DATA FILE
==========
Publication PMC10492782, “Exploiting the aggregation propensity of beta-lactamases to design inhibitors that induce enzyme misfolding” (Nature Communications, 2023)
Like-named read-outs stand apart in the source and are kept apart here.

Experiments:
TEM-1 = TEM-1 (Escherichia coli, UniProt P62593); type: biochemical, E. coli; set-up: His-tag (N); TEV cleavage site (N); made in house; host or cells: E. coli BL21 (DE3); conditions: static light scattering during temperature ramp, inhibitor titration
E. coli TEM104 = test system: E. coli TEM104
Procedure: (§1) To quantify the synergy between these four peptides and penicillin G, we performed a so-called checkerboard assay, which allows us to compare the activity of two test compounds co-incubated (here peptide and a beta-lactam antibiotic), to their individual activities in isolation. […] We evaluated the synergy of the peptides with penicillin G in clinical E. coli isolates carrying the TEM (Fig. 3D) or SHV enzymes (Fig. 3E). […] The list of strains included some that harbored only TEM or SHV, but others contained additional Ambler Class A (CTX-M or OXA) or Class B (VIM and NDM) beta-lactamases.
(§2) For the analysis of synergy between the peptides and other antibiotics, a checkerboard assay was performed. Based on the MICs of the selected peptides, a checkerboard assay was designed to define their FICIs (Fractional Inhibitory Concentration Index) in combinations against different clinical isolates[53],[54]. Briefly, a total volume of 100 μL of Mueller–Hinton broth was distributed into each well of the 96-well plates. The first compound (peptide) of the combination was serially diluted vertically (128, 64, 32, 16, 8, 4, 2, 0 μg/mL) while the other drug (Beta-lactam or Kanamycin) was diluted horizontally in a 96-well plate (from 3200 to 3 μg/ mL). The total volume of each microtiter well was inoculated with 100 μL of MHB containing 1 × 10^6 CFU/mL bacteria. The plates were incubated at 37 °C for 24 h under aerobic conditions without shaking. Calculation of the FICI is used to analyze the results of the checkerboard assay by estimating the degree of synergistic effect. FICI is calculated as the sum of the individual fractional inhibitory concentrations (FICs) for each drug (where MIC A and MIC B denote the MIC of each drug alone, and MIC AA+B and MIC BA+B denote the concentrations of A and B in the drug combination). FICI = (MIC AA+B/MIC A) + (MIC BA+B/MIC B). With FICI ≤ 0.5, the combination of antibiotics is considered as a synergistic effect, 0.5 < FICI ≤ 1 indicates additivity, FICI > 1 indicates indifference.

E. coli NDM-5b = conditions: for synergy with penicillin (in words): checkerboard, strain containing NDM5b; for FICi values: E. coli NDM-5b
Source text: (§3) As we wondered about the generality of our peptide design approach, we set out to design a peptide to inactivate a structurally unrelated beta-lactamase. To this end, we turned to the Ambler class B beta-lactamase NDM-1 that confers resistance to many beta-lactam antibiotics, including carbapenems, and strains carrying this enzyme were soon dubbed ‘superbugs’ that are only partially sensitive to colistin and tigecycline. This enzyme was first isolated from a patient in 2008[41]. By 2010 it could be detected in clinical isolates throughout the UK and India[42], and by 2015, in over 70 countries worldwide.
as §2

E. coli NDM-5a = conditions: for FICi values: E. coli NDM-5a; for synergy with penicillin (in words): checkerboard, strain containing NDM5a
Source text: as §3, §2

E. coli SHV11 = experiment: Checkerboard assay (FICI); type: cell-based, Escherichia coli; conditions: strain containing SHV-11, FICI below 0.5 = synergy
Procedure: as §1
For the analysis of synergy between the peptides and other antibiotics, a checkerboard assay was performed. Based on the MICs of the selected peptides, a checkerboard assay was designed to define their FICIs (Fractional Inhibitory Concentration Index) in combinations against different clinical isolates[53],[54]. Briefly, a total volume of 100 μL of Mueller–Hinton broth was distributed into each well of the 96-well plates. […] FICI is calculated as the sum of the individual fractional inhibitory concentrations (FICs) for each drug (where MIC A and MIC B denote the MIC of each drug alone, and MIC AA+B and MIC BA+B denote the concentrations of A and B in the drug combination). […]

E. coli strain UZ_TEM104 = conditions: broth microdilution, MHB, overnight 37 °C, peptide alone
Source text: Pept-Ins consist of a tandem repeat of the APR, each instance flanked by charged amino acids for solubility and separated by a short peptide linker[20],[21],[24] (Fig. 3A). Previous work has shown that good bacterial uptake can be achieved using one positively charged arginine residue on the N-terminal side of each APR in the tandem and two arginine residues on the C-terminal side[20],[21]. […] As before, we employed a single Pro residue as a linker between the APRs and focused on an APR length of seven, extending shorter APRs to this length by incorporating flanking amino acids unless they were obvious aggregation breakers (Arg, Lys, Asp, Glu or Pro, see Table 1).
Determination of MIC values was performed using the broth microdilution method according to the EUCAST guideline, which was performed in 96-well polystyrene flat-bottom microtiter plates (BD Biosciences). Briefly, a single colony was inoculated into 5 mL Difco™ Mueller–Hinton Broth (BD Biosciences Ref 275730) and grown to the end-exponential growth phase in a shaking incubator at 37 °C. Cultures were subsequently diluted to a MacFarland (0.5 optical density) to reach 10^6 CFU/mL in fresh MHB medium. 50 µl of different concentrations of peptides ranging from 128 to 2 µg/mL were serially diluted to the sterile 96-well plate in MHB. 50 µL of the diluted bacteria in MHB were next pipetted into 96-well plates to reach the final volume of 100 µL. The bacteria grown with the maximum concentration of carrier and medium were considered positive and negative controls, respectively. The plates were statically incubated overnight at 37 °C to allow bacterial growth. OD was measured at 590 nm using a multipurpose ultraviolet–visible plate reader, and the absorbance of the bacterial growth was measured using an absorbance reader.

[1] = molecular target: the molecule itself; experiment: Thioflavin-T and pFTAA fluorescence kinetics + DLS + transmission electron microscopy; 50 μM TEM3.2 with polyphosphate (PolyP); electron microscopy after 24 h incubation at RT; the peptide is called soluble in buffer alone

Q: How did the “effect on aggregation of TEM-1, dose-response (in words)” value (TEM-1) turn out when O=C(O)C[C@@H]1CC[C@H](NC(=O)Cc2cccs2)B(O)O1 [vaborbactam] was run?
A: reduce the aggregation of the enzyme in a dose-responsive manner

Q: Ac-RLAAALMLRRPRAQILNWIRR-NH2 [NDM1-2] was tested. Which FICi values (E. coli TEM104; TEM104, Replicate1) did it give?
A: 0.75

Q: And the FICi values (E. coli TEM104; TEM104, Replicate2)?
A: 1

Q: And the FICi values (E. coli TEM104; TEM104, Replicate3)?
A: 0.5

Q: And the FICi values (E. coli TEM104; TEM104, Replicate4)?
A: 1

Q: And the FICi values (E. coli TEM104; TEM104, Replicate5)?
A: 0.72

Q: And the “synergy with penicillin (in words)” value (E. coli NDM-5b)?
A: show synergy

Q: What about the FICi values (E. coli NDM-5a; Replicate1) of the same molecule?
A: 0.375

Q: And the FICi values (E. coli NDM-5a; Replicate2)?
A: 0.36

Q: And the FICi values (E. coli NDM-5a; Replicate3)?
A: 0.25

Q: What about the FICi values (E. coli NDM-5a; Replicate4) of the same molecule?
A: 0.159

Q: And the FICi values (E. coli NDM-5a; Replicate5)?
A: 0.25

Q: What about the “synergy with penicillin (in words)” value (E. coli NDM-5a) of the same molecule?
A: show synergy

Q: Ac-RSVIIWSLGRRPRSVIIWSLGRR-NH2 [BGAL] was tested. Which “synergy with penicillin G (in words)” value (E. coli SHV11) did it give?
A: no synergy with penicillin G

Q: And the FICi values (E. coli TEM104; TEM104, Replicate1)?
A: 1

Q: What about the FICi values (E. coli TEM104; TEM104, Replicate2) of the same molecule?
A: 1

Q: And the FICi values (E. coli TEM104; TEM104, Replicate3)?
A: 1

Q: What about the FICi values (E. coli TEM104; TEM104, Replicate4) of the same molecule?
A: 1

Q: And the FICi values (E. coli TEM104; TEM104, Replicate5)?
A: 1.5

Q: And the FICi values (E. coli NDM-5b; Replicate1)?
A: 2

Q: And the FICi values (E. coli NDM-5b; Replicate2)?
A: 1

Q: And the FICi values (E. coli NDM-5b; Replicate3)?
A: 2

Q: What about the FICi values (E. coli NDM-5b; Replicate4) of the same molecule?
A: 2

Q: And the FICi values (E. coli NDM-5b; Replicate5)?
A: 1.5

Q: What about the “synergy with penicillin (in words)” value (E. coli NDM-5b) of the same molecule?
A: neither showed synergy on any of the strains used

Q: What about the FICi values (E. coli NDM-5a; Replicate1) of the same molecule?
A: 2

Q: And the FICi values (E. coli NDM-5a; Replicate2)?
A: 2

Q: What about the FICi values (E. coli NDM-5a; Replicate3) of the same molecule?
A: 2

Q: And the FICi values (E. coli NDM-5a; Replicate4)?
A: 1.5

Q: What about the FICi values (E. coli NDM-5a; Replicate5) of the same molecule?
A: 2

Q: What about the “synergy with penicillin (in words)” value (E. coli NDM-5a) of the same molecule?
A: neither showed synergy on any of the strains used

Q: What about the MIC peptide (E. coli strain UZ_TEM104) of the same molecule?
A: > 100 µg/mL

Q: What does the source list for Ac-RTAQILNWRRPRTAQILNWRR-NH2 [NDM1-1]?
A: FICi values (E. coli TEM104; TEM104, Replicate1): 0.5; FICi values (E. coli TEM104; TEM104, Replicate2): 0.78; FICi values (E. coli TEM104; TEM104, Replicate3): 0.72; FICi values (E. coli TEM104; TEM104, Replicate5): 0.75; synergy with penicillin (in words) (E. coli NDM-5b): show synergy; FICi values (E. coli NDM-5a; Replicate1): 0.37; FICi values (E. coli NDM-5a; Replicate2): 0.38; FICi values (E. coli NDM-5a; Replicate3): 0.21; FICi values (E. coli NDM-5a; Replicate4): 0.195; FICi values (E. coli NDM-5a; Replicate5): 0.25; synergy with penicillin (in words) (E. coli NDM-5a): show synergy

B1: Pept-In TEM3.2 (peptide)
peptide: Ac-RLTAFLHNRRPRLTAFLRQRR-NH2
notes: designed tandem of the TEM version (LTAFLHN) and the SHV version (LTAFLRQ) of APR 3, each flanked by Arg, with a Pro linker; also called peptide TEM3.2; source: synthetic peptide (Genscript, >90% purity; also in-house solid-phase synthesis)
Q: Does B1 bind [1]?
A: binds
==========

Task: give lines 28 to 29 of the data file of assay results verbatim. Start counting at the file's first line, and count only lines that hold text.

Q: And the FICi values (E. coli TEM104; TEM104, Replicate4)?
A: 1